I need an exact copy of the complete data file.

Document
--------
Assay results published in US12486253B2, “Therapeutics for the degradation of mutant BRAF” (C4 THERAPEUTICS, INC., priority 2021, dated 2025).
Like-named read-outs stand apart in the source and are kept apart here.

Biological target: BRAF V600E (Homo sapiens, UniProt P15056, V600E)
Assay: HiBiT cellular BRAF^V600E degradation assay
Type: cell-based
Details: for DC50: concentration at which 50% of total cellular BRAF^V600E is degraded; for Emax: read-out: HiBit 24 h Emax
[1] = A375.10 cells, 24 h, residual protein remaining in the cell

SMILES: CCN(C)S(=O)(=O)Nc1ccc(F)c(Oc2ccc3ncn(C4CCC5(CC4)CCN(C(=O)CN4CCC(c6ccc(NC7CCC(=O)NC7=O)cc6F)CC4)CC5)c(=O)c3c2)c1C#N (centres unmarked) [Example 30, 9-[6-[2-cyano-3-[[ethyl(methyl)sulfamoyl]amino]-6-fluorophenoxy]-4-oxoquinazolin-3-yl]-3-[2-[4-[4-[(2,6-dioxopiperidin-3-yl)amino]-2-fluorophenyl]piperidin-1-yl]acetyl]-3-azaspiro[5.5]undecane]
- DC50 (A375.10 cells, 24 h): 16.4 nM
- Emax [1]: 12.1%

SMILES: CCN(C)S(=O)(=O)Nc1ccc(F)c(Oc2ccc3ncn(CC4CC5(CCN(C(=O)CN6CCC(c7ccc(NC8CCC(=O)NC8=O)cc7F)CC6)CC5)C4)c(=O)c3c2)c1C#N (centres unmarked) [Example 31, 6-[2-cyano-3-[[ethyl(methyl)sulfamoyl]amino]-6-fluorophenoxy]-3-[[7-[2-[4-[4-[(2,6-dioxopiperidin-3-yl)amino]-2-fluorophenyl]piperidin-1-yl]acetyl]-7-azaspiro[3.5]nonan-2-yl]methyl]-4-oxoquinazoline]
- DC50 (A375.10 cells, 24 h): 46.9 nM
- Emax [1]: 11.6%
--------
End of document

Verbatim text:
Assay results published in US12486253B2, “Therapeutics for the degradation of mutant BRAF” (C4 THERAPEUTICS, INC., priority 2021, dated 2025).
Like-named read-outs stand apart in the source and are kept apart here.

Biological target: BRAF V600E (Homo sapiens, UniProt P15056, V600E)
Assay: HiBiT cellular BRAF^V600E degradation assay
Type: cell-based
Details: for DC50: concentration at which 50% of total cellular BRAF^V600E is degraded; for Emax: read-out: HiBit 24 h Emax
[1] = A375.10 cells, 24 h, residual protein remaining in the cell

SMILES: CCN(C)S(=O)(=O)Nc1ccc(F)c(Oc2ccc3ncn(C4CCC5(CC4)CCN(C(=O)CN4CCC(c6ccc(NC7CCC(=O)NC7=O)cc6F)CC4)CC5)c(=O)c3c2)c1C#N (centres unmarked) [Example 30, 9-[6-[2-cyano-3-[[ethyl(methyl)sulfamoyl]amino]-6-fluorophenoxy]-4-oxoquinazolin-3-yl]-3-[2-[4-[4-[(2,6-dioxopiperidin-3-yl)amino]-2-fluorophenyl]piperidin-1-yl]acetyl]-3-azaspiro[5.5]undecane]
- DC50 (A375.10 cells, 24 h): 16.4 nM
- Emax [1]: 12.1%

SMILES: CCN(C)S(=O)(=O)Nc1ccc(F)c(Oc2ccc3ncn(CC4CC5(CCN(C(=O)CN6CCC(c7ccc(NC8CCC(=O)NC8=O)cc7F)CC6)CC5)C4)c(=O)c3c2)c1C#N (centres unmarked) [Example 31, 6-[2-cyano-3-[[ethyl(methyl)sulfamoyl]amino]-6-fluorophenoxy]-3-[[7-[2-[4-[4-[(2,6-dioxopiperidin-3-yl)amino]-2-fluorophenyl]piperidin-1-yl]acetyl]-7-azaspiro[3.5]nonan-2-yl]methyl]-4-oxoquinazoline]
- DC50 (A375.10 cells, 24 h): 46.9 nM
- Emax [1]: 11.6%